Dog Forum banner
1 - 2 of 2 Posts

· Registered
Joined
·
1 Posts
Discussion Starter · #1 ·
Hello!
My girlfriend has a doodle (hypoallergenic dog). I noticed when the dog licks my neck or face, it tends to get red afterwards.
I was myself diagnosed with an allergy to animals as a child (8-9 years old) but am now 30. My parents have had a cat for years and I lived with the cat for year without symptoms so I assumed had faded away.
I've spent a few days at a time at my girlfriend without issue (besides my neck, that doesn't hurt, but physically goes red). We are now talking of moving in together.
Apart from the obvious (I shouldn't let her dog lick me), has anyone ever experienced this? Can an immunity be built over time? Do you have any tips for people with a diagnosed allergy that have been able to live with a dog?

Thank you for your help,
 

· Registered
Joined
·
764 Posts
I would get yourself hooked up with a good allergy doctor if you haven't already. Someone I knew with asthma moved in with his girlfriend and her cats. One hot August night the combination of humid weather, high pollen count and exposure to the cats triggered a fatal asthma attack.

In general it seems people can be sensitive to the saliva, to the skin oils and dandruff, and/or to allergens such as pollen that collect in the hair. People sometimes are more tolerant of dogs such as poodles & some doodles. One reason is that poodle coats don't shed: allergens that normally fall off the dog with the loose hair instead stay stuck to the dog. Another is that poodle coats are high maintenance: the dog typically goes to the groomer and gets the accumulated allergens washed off every few weeks. However, if the dog isn't getting groomed regularly, or if the dog goes rolling in the grass during pollen season, enough allergens will build up in the coat to cause problems for some people.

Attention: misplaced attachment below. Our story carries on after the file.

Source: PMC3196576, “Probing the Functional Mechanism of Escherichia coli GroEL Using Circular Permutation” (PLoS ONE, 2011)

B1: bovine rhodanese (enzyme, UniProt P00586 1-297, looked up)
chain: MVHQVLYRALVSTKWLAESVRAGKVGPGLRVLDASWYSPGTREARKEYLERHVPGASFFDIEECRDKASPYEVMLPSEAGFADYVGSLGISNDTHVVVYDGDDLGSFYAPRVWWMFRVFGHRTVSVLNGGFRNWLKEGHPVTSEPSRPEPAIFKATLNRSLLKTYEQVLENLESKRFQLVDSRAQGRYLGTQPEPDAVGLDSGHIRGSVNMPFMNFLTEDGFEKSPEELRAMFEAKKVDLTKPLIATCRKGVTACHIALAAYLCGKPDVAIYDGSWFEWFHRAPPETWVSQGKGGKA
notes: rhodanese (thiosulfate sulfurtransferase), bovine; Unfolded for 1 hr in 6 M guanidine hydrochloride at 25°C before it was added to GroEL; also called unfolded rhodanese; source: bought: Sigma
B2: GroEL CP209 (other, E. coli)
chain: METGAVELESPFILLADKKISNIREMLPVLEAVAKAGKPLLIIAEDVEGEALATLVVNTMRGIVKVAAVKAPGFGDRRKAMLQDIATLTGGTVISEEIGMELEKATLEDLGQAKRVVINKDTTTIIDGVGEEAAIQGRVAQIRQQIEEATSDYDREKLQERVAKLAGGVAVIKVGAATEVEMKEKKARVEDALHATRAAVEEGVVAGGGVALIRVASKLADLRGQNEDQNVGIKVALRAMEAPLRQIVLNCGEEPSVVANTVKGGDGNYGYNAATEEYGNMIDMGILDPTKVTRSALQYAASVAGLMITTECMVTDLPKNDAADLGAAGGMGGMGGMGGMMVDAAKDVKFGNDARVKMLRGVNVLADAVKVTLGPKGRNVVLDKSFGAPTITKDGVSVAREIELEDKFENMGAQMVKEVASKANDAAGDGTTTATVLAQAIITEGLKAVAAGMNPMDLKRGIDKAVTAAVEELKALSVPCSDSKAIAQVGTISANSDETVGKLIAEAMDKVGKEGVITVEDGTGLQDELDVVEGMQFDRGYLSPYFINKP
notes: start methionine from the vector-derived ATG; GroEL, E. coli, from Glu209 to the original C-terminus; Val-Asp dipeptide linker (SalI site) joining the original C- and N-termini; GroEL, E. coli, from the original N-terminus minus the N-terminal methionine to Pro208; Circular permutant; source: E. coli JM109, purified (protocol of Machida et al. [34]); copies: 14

I would suggest making sure the dog gets bathed and blow dried (preferably somewhere other than your living space) regularly. My standard poodles go into the groomer monthly; poodle people who bathe at home sometimes do it as often as weekly. I would also set up an air filter in rooms where you and the dog hang out. You might also want to put slip covers on the furniture and toss them in the wash weekly. And, as I mentioned, get hooked up with a doctor who specializes in allergies. I'm just some internet rando without a medical degree. ;)
 
1 - 2 of 2 Posts
Top